Buttrose’s latest bust-up sees siblings head to court
THE latest instalment of the high-profile Buttrose family bust-up is set to hit the courts.
Richard Buttrose, the nephew of ABC doyen Ita Buttrose, is taking his sister, Katherine "Evie", to court claiming she is holding $8000 that is rightfully his.
Buttrose has been on the straight and narrow since he was released from jail in 2017 after a nine-year stint for dealing cocaine to movers and shakers in the eastern suburbs.
Most recently, he has been engaged in a bitter dispute with his sisters, Evie and socialite Lizzie, involving their mother's estate.
The dispute is believed to have started when Buttrose objected to his sisters putting his mother's Vaucluse home, which he lives in, up for sale.
He placed a caveat over the property in a move, he told friends, was to protect his mother's assets. He has now commenced legal proceedings against Evie, claiming she owes him $8000.
According to a statement of claim lodged in court, Buttrose alleges he transferred the money into an account controlled by Evie but she had refused to return it. The civil case will be mentioned in Waverley Local Court on March 27.
A man has been charged with assaulting high-profile lawyer Chris Murphy after a streetside run-in in Bondi. Last July, Murphy, whose clientele has included former Bulldogs star Hazem El Masri, celebrity accountant Anthony Bell and Sydney socialite Shari Lea-Hitchcock, was walking along the street when he spotted a few blokes hanging around a vacant block.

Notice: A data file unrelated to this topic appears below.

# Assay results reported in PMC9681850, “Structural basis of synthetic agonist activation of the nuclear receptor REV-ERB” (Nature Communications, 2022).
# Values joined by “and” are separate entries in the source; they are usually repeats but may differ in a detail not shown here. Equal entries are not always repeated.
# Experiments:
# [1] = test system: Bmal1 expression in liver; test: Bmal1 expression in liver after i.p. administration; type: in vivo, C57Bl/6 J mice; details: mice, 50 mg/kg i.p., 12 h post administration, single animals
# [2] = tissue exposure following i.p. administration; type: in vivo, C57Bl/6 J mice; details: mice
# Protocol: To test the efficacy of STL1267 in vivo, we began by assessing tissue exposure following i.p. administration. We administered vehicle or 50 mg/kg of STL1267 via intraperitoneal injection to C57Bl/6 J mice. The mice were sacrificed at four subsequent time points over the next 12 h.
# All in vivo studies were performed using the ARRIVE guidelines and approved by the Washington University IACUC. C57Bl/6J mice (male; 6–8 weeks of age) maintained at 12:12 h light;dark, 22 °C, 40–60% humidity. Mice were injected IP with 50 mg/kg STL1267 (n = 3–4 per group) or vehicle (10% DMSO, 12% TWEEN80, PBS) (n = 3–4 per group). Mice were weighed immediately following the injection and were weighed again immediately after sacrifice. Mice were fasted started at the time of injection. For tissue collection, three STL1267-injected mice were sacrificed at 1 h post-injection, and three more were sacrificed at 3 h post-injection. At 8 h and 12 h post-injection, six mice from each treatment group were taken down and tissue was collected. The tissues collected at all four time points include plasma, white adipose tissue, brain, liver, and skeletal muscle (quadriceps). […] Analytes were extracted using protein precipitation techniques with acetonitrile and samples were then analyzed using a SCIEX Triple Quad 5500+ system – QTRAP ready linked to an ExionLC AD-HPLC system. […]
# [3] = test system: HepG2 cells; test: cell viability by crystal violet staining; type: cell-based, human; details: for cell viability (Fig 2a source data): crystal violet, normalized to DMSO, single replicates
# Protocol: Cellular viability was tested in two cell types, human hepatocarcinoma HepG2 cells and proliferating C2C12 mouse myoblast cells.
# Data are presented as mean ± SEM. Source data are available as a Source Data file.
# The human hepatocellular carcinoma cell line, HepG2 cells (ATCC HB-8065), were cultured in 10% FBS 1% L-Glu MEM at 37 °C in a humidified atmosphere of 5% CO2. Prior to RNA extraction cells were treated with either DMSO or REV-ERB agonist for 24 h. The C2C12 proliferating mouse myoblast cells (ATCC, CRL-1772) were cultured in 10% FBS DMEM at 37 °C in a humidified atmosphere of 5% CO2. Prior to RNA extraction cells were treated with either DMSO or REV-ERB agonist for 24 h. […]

He inquired as to what they were doing and one of the men, Mahmoud Skaf, allegedly didn't respond well to the veteran lawyer's line of questioning. Skaf is accused of then assaulting Murphy and smashing his phone.
Fortunately for the prosecution, it is understood Murphy had the video rolling on his phone and captured the entire expletive-laden incident. Skaf, who has pleaded not guilty to common assault and malicious damage, will appear in Waverley Local Court on April 7.
BONDIES PART II
More on last week's piece in which we told you about a group of lawyers who were busted bagging out a judge on a closed Facebook group.
This week we can tell you that the administrator of the group, known as The Bondie Club, issued an unequivocal apology to the judicial officer whose reputation was besmirched, District Court Judge Andrew Colefax.
The original post was made last month but it sparked a pile-on of comments from the group's members bagging out the esteemed judge.
The only problem for our acid tongued posters on the Bondie Club was that a rat in their ranks fed the comments back to the judge sparking a mass freak out.
Snitch was shown a post by the group's administrator Sarah Carr that said the post had been deleted.
"Such allegations are totally inaccurate and indeed have no basis in fact either in relation to his honour or any judge currently sitting in Campbelltown," Ms Carr, who had nothing to do with the original post, wrote.
"The Bondie Club apologises to his honour and regrets that such comment (sic) was made."
She also wrote that "members are reminded that posts and comments made within this group are for the purpose of advancing
the criminal justice system and that the group exists to assist and support practitioners."
This sounds like no fun, so Snitch will be abandoning its application to join the group.
Got a snitch? Contact
Ava.firstname.lastname@example.org or Brenden.email@example.com